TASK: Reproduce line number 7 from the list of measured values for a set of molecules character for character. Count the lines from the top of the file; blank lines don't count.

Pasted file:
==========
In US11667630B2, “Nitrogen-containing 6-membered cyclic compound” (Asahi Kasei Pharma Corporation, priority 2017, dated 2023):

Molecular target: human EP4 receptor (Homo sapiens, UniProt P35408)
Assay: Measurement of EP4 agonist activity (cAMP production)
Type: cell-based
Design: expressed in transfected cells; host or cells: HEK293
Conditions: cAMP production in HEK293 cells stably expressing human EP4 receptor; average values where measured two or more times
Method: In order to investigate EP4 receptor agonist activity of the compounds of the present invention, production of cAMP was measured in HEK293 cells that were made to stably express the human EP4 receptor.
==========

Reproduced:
Method: In order to investigate EP4 receptor agonist activity of the compounds of the present invention, production of cAMP was measured in HEK293 cells that were made to stably express the human EP4 receptor.